Belfast – As he travels the four corners of his troubled new kingdom, Charles III faces the most trying task of reconciliation in Northern Ireland.
Scotland, which Charles visited on Monday, may be preparing for a new independence referendum, but armed resistance to the Crown there waned centuries ago.
Northern Ireland only achieved peace in 1998 – and it remains fragile.
Northern Ireland Unionists’ devotion to Queen Elizabeth II borders on reverence, embedded in their wider sense of belonging to the UK, which they feel is under threat as never before.
On Shankill Road, Belfast’s staunch unionist, a mural tribute for Elizabeth’s Platinum Jubilee celebrations in June drew a steady stream of mourners and flowers.
Shankill resident Marina Reid, 54, cited reports that have sparked deep anger among trade unionists that a few nationalists have been setting off celebratory fireworks and singing songs since the Queen’s death last week .
“It tells you all about the respect we show them in this time of mourning,” she told AFP.
Northern Ireland Police are investigating but the reports do not reflect the response from the wider pro-Irish nationalist community.
– ‘Courageous’ –
“I recognize that she was a courageous and caring leader,” Sinn Fein Vice-President Michelle O’Neill, who is set to become Northern Ireland’s first minister, told a session on Monday. extraordinary meeting of the regional assembly in Stormont.
She praised “Queen Elizabeth’s significant contribution to the advancement of peace and reconciliation between the different traditions of our island, and between Ireland and Britain during the years of the peace process”.
When he meets the region’s embattled political leaders at the royal estate of Hillsborough Castle, south Belfast, on Tuesday, Charles will receive tributes from pro-British parties and respectful sympathies from nationalists who may nonetheless see reunification with the UK. Ireland getting closer.
Charles will then go to an Anglican church service in Belfast, which will be attended by all faiths, including Protestants and Catholics.
The President, Prime Minister and Foreign Minister of Ireland also plan to attend.
For the first time in 101 years of history, the population of a region expressly cut out as a Protestant stronghold is passing to a Catholic majority, the data from the next census should show.
Elections held in May were won by Sinn Fein, formerly the political wing of the paramilitary Irish Republican Army (IRA), who in 1979 murdered Louis Mountbatten, the uncle of the Queen’s late husband, Prince Philip .
– ‘Unstable’ –
But the Stormont government remains suspended, with the Democratic Unionist Party (DUP) vehemently opposed to post-Brexit trade rules between Brussels and London – which Prime Minister Liz Truss’s new government is threatening to tear up failing concessions from the European Union.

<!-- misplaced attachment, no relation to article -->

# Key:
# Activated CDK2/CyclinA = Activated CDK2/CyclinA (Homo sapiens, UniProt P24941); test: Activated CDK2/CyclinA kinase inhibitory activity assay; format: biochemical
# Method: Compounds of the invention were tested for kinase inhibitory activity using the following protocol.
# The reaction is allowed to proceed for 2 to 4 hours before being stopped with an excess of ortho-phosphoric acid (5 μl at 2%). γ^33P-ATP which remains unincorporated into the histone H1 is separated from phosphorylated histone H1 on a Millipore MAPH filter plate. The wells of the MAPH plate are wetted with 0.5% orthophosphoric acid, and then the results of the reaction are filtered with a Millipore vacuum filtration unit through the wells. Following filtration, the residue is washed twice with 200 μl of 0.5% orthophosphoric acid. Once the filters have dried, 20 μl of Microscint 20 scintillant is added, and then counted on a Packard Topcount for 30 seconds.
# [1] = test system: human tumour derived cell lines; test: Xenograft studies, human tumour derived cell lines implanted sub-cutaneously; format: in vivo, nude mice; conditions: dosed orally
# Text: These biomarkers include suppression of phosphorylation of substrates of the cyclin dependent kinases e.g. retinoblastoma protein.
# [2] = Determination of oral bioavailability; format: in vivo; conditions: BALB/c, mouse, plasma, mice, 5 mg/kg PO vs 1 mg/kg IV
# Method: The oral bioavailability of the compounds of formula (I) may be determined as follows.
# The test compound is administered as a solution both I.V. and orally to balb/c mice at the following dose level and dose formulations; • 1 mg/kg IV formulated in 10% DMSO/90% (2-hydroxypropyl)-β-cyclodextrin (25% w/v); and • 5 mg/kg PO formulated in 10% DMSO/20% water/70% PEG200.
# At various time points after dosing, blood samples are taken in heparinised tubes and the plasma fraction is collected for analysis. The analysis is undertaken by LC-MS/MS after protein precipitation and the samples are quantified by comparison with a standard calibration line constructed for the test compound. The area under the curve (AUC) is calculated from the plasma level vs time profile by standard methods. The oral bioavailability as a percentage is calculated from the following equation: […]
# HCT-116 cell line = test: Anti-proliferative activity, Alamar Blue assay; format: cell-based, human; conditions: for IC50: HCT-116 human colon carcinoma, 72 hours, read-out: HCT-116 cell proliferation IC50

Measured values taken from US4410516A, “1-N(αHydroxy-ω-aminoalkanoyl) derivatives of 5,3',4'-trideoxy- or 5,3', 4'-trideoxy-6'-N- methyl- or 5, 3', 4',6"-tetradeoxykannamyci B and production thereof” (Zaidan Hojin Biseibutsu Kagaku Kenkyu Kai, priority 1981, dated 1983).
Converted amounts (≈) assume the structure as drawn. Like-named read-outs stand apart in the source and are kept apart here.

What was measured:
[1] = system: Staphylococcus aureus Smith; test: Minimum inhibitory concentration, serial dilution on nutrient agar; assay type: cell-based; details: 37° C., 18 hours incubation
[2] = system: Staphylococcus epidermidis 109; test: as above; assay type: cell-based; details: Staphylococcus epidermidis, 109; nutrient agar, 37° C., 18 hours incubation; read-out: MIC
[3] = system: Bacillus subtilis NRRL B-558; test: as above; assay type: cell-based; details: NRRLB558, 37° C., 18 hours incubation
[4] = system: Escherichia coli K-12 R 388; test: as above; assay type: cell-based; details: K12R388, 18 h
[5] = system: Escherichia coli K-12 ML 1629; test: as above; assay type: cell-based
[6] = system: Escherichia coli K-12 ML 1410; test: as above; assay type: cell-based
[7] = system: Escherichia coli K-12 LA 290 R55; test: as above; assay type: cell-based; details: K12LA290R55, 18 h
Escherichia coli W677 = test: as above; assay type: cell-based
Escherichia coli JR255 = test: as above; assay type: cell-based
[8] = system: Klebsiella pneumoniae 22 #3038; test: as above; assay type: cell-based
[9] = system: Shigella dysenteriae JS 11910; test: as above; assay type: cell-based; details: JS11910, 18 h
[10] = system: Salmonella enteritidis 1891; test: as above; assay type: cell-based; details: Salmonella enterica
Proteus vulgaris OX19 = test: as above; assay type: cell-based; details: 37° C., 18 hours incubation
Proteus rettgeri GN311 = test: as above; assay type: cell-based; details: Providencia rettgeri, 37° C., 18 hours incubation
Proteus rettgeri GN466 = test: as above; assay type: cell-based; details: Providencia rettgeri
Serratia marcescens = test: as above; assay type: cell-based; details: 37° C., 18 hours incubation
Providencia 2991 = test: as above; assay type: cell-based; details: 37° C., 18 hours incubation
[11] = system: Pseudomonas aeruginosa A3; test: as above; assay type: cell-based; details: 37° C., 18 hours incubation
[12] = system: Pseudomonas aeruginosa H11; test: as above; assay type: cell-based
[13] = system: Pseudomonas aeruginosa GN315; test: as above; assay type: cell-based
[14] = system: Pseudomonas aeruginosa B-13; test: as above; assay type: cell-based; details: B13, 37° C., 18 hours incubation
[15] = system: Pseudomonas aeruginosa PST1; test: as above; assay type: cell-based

Sinn Fein refuses to recognize the authority of the British monarchy in Northern Ireland and does not take its seats in the British parliament in London.
O’Neill boycotted Sunday’s ceremonial proclamation of Charles III as king at Hillsborough.
But Sinn Fein says it will meet the King with the other leaders and attend the service at St Anne’s Cathedral to both honor the Queen’s long service and respect the Unionist community’s deep sense of loss.
“Unionists feel very unstable about their identity, unstable about their place in the UK after Brexit,” Deirdre Heenan, professor of social policy at the University of Ulster, told AFP.
“The queen’s passing is another blow to their confidence and their identity. They will of course embrace the new king, but they will be aware that it could usher in seismic change,” she said.
– Peace –
Elizabeth, who has visited Northern Ireland 22 times as Queen, was instrumental in the peace process after a landmark agreement in 1998 ended three decades of bloodshed in Northern Ireland .
In 2012, she shook hands with former Sinn Fein minister – and reputed IRA commander – Martin McGuinness. A year earlier, she became the first British monarch to visit an independent Ireland.
At the end of mass on Sunday, the priest at St Patrick’s Catholic Church in central Belfast told his parishioners he intended to hold a prayer for Elizabeth and they were free to go if they wished.
None did, and all joined in prayer, said taxi driver Paul Donnelly, 53, who was born the year the Troubles began – 1969 – and whose father was maimed in a bombing by union activists.
“We may have had our differences but it was a mother, a grandmother, who did her duty until the end,” he said.
“As a child, I watched IRA men shoot a British soldier. I never thought I would see peace in this country, and she helped bring it about, 100%.”